I never had the confidence, or (I thought) the figure for fashion when I was a teenager. I dressed baggily, or in HUGE flares that I bought from the Corn Exchange in Leeds before it went all gentrified. I wore a t-shirt with the original line up of Charlie’s Angels on it without really knowing who they were. I had pink hair and I was free of the constraints of fashion, as I thought at the time.

I'm not even as trendy as Anne Hathaway at the start of The Devil Wears Prada

I’m not even as trendy as Anne Hathaway at the start of The Devil Wears Prada

Now I like to keep it simple, although also very much in the confines of my “secondhand dress/less than a fiver, thanks” philosophy of clothes. I knit stuff, I don’t own a Breton top and, despite my repeated attempts, I still can’t sew a seam straight. As much as I’d like to say I’m channelling Stevie Nicks, it’s probably safer to say I’m more bargain basement. And I’m cool with that. I’ve had 31 years to get my head around it, after all.

So what about the M&S skirt that so repulses me? It reminds me of my GCSE maths teacher, a woman who was probably very well meaning, but a total cow- and she LOVED skirts in that shape and cut. She had all the flare of a frustrated nun (we had a much cooler maths teacher, who I never had the luck to be taught by, who the girls found MUCH more exciting- she was all birds’ nest hair, slightly dishevelled glamour and there were rumours of a very French seeming illicit affair with a married Science teacher) and I think she disliked me as much as I disliked maths. So not even the apparently divine touch of The Patron Saint of Fashion, Alexa Chung, could make that skirt appealing to me.

Oh, and it costs nearly £150. I could buy a ton of dresses on eBay for that.

Another crazy idea

I’m actually scheduling this on Sunday afternoon, so I have no idea which film will win Best Picture tonight at the Oscars (I reckon- without having seen it, mind- that it’ll be American Hustle. I can feel it in my waters. Of course 12 Years a Slave won. My waters were having a bad day yesterday.) Anyway, I’ve been reading the BuzzFeed rankings of all of the winners of the Best Picture award and I realised how many of those winners I HAVEN’T seen, which is a bit shameful for a teacher of film and media.

All About Eve (1950)- can you identify the young starlet in the background? Image: 20th Century Fox

All About Eve (1950)- can you identify the young starlet in the background?
Image: 20th Century Fox

Anyway, reading the list of winners, I have seen the following:

  1. Grand Hotel (1931)
  2. It Happened One Night (1934)
  3. Gone With The Wind (1939)
  4. Rebecca (1940)
  5. Casablanca (1943)
  6. All About Eve (1950)
  7. My Fair Lady (1964)
  8. The Godfather (1972)
  9. The Silence of the Lambs (1991)
  10. Forrest Gump (1994)
  11. Titanic (1997)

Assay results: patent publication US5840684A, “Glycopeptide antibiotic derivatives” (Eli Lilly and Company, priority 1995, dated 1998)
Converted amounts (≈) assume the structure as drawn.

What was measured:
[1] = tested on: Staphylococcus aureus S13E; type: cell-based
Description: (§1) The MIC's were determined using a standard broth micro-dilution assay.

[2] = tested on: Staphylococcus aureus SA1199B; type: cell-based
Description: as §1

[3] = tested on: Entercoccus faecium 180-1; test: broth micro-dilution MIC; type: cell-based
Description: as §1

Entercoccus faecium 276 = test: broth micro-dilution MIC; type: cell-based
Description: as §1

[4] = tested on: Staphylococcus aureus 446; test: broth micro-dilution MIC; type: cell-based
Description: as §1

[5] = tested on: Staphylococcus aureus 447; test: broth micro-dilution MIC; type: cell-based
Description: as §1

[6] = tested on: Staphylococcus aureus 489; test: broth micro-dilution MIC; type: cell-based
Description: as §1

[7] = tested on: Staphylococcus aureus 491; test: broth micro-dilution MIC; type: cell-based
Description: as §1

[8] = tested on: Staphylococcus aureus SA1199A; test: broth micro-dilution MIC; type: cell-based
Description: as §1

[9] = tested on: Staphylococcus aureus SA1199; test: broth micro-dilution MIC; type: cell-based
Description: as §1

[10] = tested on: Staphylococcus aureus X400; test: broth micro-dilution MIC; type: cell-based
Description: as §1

12. Shakespeare in Love (1998)
  13. American Beauty (1999)
  14. Chicago (2002)
  15. LOTR: The Return of the Ring (2003)
  16. No Country for Old Men (2007)
  17. Slumdog Millionaire (2008)
  18. The King’s Speech (2010)
  19. The Artist (2011)

So I’ve seen roughly about a quarter of the Best Picture films, but some of these were so long ago that they merit a re-watch. You can see, too, how my obsession with Hollywood of the 30s/40s/50s is better represented than more modern films. There are loads of great films I haven’t seen though- and I am determined to put that right and watch more of the winners.

Where should I start? (All the winners are listed here.)

January Blues (AKA why I wish I could hibernate)

I hate January. I always have. It’s cold, it’s miserable and there are no twinkly lights to distract from the misery outside. I don’t hold much belief in that ‘Blue Monday’ thing (although I like the New Order song), but I do think January could learn from its more cheerful friends. Such as March. Add to this that the last week has been awful, especially Thursday and Friday and it’s made me desperate for a) a series of snow days so I can stay at home legitimately and b) February.

I’ve agreed to trial an online stress management course with Yoga in Sardinia. I have practised yoga in the past, but don’t have time these days for a full class. The course is designed to help more with mindfulness rather than the physical aspects of yoga. Ironically, I wanted to start this a couple of weeks ago, but work and other things made me too stressed to remember to start! Anyway, I look forward to the next eight weeks of trying to be mindful. I’ll keep you updated on my progress.

I have also been stockpiling books since my book buying ban ended on Christmas Day (although it did feel weird to be buying them again and I may have gone a tad overboard. Oops.) I am reading like it’s going out of fashion and I think I will probably do the ban again later in the year when my ‘to-read’ pile becomes huge again.

At least the TV is better- one of my favourite drama series ever, The Bridge, is back on. I love Saga and Martin.

Image: The Guardian

Image: The Guardian

I also have stocked up on teas from Whittards and Palais des Thes. So, snow, make your entrance whenever you like. Just make sure you arrive on the days I’m supposed to be at work, yeah? Thanks.

How are you getting through January?

 

A year on… Amy Winehouse

I know there will be a lot of posts today- the anniversary of Amy Winehouse’s death- but I felt compelled to write one of my own. Amy was probably the one celebrity whose death shocked and upset me the most. Yes, she was troubled and battled so many demons, but she was also amazing in her own right. I make no apologies for the fangirl-ness of this post. I was a fan.